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View Diary: Impeachment and the Original Intent of our Founders (108 comments)

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  •  You are wrong, as the Amendment declares that the (1+ / 0-)
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    Jimdotz

    people shall be secure in their persons, papers and effects, anf THEN goes on the state to only basis for violating the right to such security.  Although the 4th Amendment is most often examined in a criminal context, that is because the warrant limitation is where the rubber meets the rode for most litigants.  The gurantee of security is primary.  The writers of the Constitution were brilliant men who knew how to write and knew thei psychology of human behavior, however empirically based.

    Patriotism may be the last refuge of scoundrels, but religion is assuredly the first.

    by StrayCat on Sun Jun 17, 2007 at 11:02:38 AM PDT

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    •  It most certainly does not say that (1+ / 0-)
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      Jimdotz

      It says that a right is secured only "against unreasonable searches and seizures."  It does not say that it is secure against substantive government regulation.  Nor has it ever been understood to say that.  

      •  Read the Amendment. (1+ / 0-)
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        Jimdotz

        Patriotism may be the last refuge of scoundrels, but religion is assuredly the first.

        by StrayCat on Sun Jun 17, 2007 at 11:12:56 AM PDT

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        •  I did. I suggest you do the same (1+ / 0-)
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          Jimdotz

          The right of the people to be secure in their persons, houses, papers, and effects, against unreasonable searches and seizures, shall not be violated

          Where does it say that it is a general right?!  It says that people have a right to be secure against unreasnable searches and seizures.  It does not read "the right of the people to be secure in [] shall not be violated."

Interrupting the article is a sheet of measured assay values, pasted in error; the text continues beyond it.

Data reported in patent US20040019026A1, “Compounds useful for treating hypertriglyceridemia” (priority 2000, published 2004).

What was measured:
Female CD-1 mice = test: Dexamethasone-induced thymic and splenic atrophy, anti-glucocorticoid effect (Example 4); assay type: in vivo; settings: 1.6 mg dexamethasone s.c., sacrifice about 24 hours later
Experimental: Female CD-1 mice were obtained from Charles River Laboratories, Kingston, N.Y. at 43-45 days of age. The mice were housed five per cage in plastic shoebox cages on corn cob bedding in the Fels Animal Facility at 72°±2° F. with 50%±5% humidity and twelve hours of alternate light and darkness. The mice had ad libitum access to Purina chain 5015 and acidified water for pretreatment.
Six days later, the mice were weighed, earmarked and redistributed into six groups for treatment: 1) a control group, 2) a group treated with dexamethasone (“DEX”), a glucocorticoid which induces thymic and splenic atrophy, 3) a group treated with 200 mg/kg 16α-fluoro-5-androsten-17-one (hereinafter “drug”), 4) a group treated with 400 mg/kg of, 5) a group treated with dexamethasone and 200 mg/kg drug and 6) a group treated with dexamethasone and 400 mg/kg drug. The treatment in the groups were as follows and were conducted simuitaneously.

•  All searches and siezures, of persons places (1+ / 0-)
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            Jimdotz

            papers and effects are protected against "unreasonable" searches and seizures.  The the Amendment making general warrants and writs of assistance unlawful, sets out the only way that the right can be suspended, and only in particular ways and at particular times.  Absent a judicually issued warrant, there is no right for the government to generally regulate these things.  The civil forfeiture statutes are a prime example of unconstitutional siezure of persons' effects.  In short, no search or seizure is lawful without particularly set out reanson based on probable cause some law has been violated.  This is not the same as health regulations, that limit use of property in some repects.

            Patriotism may be the last refuge of scoundrels, but religion is assuredly the first.

            by StrayCat on Sun Jun 17, 2007 at 11:57:42 AM PDT

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            •  That is not at all what it says (1+ / 0-)
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              Jimdotz

              Nowhere does it say anything about government regulation.  Never have warrants been understood as necessary to support legislation.  Warrants are only necessary to enforce legislation.

              In any event, the warrant clause is separate and apart from the first clause.

              Your fanciful notions are unsupported by anything other than your say-so.  The notion that civil forefeiture statutes are unconstitutional is directly contradicted by decades if not centuries of constitutional case law.

              •  Where did I say that the government could not (1+ / 0-)
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                Jimdotz

                regulate.  Of course they can, but only outside of the rights protected by the Constitution.  There are many cases where the Supremes have held a prohibition unconstitutional because a prohibited means invading rights was used, and later upheld similar legislative regulatio9n by permitted means.

                Patriotism may be the last refuge of scoundrels, but religion is assuredly the first.

                by StrayCat on Sun Jun 17, 2007 at 12:53:32 PM PDT

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          •  Where does it say that it is a general right? (1+ / 0-)
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            Jimdotz

              Is your position that "the people" does not refer to a general body...like We, the People in the preamble to the Constitution?  If not a general term what are the defining elements of the specific group?

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